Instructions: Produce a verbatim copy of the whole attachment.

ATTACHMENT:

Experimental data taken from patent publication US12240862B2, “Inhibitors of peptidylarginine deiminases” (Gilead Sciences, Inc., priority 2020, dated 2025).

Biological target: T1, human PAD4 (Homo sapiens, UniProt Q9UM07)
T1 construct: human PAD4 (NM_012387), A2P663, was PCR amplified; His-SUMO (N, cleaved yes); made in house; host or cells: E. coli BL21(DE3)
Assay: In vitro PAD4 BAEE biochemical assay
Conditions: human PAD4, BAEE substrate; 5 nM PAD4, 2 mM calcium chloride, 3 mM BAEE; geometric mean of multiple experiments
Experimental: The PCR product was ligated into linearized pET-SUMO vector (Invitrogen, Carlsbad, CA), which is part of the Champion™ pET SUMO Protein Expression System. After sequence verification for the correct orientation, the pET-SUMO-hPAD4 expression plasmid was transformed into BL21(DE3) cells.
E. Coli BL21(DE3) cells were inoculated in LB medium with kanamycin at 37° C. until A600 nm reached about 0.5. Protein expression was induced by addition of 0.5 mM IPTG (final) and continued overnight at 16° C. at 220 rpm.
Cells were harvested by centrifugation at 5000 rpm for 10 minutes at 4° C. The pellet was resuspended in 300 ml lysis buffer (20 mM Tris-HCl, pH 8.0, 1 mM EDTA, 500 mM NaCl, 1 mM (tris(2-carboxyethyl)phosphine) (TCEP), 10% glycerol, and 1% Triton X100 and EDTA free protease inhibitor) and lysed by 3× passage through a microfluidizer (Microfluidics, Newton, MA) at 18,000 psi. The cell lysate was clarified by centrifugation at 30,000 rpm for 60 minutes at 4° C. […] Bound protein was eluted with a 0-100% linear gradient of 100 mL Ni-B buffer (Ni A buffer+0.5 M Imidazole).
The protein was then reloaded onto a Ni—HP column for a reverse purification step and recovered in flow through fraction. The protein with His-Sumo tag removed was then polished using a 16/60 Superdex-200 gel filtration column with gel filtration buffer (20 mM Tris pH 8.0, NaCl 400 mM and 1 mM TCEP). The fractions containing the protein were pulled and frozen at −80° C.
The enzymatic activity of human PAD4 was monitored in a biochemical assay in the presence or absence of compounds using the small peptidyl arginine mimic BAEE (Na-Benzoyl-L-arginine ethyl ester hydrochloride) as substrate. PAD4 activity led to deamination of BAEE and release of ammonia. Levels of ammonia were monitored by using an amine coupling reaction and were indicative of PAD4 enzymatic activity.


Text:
Experimental data taken from patent publication US12240862B2, “Inhibitors of peptidylarginine deiminases” (Gilead Sciences, Inc., priority 2020, dated 2025).

Biological target: T1, human PAD4 (Homo sapiens, UniProt Q9UM07)
T1 construct: human PAD4 (NM_012387), A2P663, was PCR amplified; His-SUMO (N, cleaved yes); made in house; host or cells: E. coli BL21(DE3)
Assay: In vitro PAD4 BAEE biochemical assay
Conditions: human PAD4, BAEE substrate; 5 nM PAD4, 2 mM calcium chloride, 3 mM BAEE; geometric mean of multiple experiments
Experimental: The PCR product was ligated into linearized pET-SUMO vector (Invitrogen, Carlsbad, CA), which is part of the Champion™ pET SUMO Protein Expression System. After sequence verification for the correct orientation, the pET-SUMO-hPAD4 expression plasmid was transformed into BL21(DE3) cells.
E. Coli BL21(DE3) cells were inoculated in LB medium with kanamycin at 37° C. until A600 nm reached about 0.5. Protein expression was induced by addition of 0.5 mM IPTG (final) and continued overnight at 16° C. at 220 rpm.
Cells were harvested by centrifugation at 5000 rpm for 10 minutes at 4° C. The pellet was resuspended in 300 ml lysis buffer (20 mM Tris-HCl, pH 8.0, 1 mM EDTA, 500 mM NaCl, 1 mM (tris(2-carboxyethyl)phosphine) (TCEP), 10% glycerol, and 1% Triton X100 and EDTA free protease inhibitor) and lysed by 3× passage through a microfluidizer (Microfluidics, Newton, MA) at 18,000 psi. The cell lysate was clarified by centrifugation at 30,000 rpm for 60 minutes at 4° C. […] Bound protein was eluted with a 0-100% linear gradient of 100 mL Ni-B buffer (Ni A buffer+0.5 M Imidazole).
The protein was then reloaded onto a Ni—HP column for a reverse purification step and recovered in flow through fraction. The protein with His-Sumo tag removed was then polished using a 16/60 Superdex-200 gel filtration column with gel filtration buffer (20 mM Tris pH 8.0, NaCl 400 mM and 1 mM TCEP). The fractions containing the protein were pulled and frozen at −80° C.
The enzymatic activity of human PAD4 was monitored in a biochemical assay in the presence or absence of compounds using the small peptidyl arginine mimic BAEE (Na-Benzoyl-L-arginine ethyl ester hydrochloride) as substrate. PAD4 activity led to deamination of BAEE and release of ammonia. Levels of ammonia were monitored by using an amine coupling reaction and were indicative of PAD4 enzymatic activity.